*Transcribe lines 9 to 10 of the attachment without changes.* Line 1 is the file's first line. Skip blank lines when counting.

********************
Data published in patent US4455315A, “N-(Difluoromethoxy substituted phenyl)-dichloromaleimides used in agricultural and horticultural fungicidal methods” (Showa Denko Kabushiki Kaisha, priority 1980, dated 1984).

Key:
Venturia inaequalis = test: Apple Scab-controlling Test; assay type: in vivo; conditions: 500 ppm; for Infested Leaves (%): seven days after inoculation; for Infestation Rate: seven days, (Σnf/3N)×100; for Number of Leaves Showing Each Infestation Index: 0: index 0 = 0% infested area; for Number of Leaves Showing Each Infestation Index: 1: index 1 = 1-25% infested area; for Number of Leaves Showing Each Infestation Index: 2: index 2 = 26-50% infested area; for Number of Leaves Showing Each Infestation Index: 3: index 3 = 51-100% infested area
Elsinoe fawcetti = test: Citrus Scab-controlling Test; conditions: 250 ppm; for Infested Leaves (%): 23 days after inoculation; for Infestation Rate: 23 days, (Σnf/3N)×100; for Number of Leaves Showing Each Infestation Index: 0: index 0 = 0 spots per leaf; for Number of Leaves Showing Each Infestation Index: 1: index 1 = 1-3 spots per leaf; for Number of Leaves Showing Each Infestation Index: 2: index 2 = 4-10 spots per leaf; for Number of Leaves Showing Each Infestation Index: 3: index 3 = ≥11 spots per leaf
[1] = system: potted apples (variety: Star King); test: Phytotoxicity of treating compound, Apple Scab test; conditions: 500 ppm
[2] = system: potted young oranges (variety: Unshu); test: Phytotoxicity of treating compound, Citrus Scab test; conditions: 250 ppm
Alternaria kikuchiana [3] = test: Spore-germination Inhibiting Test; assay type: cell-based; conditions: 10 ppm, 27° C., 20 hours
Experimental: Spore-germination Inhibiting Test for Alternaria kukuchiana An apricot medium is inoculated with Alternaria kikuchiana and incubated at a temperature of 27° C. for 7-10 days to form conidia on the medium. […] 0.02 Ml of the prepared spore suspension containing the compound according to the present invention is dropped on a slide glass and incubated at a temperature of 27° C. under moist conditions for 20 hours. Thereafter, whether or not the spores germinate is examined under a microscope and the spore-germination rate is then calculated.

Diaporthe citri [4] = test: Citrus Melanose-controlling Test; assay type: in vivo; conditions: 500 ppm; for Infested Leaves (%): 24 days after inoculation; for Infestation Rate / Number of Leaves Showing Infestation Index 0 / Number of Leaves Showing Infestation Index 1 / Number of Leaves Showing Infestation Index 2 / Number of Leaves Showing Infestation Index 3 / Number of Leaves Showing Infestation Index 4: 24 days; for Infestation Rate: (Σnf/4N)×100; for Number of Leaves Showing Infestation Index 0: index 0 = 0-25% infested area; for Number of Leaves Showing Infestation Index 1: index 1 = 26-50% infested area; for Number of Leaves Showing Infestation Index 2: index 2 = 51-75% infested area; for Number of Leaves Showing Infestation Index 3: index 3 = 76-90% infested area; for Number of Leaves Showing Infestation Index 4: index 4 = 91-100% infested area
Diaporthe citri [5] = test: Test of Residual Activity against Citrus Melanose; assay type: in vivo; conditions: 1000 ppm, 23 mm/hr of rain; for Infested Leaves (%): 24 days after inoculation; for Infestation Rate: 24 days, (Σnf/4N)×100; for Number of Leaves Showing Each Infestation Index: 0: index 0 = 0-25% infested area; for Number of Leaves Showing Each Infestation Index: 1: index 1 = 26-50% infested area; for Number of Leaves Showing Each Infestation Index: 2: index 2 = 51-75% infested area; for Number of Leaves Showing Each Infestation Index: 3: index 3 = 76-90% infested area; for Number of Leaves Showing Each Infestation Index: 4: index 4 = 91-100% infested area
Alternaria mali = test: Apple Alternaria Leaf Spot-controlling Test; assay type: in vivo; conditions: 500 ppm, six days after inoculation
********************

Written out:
Diaporthe citri [4] = test: Citrus Melanose-controlling Test; assay type: in vivo; conditions: 500 ppm; for Infested Leaves (%): 24 days after inoculation; for Infestation Rate / Number of Leaves Showing Infestation Index 0 / Number of Leaves Showing Infestation Index 1 / Number of Leaves Showing Infestation Index 2 / Number of Leaves Showing Infestation Index 3 / Number of Leaves Showing Infestation Index 4: 24 days; for Infestation Rate: (Σnf/4N)×100; for Number of Leaves Showing Infestation Index 0: index 0 = 0-25% infested area; for Number of Leaves Showing Infestation Index 1: index 1 = 26-50% infested area; for Number of Leaves Showing Infestation Index 2: index 2 = 51-75% infested area; for Number of Leaves Showing Infestation Index 3: index 3 = 76-90% infested area; for Number of Leaves Showing Infestation Index 4: index 4 = 91-100% infested area
Diaporthe citri [5] = test: Test of Residual Activity against Citrus Melanose; assay type: in vivo; conditions: 1000 ppm, 23 mm/hr of rain; for Infested Leaves (%): 24 days after inoculation; for Infestation Rate: 24 days, (Σnf/4N)×100; for Number of Leaves Showing Each Infestation Index: 0: index 0 = 0-25% infested area; for Number of Leaves Showing Each Infestation Index: 1: index 1 = 26-50% infested area; for Number of Leaves Showing Each Infestation Index: 2: index 2 = 51-75% infested area; for Number of Leaves Showing Each Infestation Index: 3: index 3 = 76-90% infested area; for Number of Leaves Showing Each Infestation Index: 4: index 4 = 91-100% infested area